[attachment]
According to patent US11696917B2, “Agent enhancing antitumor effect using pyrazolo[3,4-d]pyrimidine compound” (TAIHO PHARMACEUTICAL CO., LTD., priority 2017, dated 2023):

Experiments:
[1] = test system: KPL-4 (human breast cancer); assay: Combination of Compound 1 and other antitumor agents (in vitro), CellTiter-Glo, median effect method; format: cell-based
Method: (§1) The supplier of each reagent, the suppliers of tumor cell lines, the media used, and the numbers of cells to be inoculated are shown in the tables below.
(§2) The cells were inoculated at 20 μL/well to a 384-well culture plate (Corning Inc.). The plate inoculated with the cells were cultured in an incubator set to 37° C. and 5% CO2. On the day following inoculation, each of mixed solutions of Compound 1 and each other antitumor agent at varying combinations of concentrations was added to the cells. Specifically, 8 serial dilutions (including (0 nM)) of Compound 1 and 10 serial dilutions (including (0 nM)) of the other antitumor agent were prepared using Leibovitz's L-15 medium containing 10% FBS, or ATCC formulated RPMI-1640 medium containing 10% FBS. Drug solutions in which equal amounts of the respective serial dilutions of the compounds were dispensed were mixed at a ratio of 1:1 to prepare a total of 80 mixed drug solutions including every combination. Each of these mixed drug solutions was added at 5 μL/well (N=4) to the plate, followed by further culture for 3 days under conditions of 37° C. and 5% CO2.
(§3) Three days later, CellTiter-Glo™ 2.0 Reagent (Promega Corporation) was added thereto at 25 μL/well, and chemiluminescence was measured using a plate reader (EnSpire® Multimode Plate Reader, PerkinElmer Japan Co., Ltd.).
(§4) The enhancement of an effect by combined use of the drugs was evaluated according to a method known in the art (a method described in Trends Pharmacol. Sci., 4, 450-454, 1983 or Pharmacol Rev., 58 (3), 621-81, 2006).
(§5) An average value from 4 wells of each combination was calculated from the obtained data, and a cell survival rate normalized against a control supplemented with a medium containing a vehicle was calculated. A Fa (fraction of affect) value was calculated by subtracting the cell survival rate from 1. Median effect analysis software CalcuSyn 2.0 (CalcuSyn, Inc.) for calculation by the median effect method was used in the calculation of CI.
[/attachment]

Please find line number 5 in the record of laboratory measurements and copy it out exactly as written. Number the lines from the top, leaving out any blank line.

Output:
(§2) The cells were inoculated at 20 μL/well to a 384-well culture plate (Corning Inc.). The plate inoculated with the cells were cultured in an incubator set to 37° C. and 5% CO2. On the day following inoculation, each of mixed solutions of Compound 1 and each other antitumor agent at varying combinations of concentrations was added to the cells. Specifically, 8 serial dilutions (including (0 nM)) of Compound 1 and 10 serial dilutions (including (0 nM)) of the other antitumor agent were prepared using Leibovitz's L-15 medium containing 10% FBS, or ATCC formulated RPMI-1640 medium containing 10% FBS. Drug solutions in which equal amounts of the respective serial dilutions of the compounds were dispensed were mixed at a ratio of 1:1 to prepare a total of 80 mixed drug solutions including every combination. Each of these mixed drug solutions was added at 5 μL/well (N=4) to the plate, followed by further culture for 3 days under conditions of 37° C. and 5% CO2.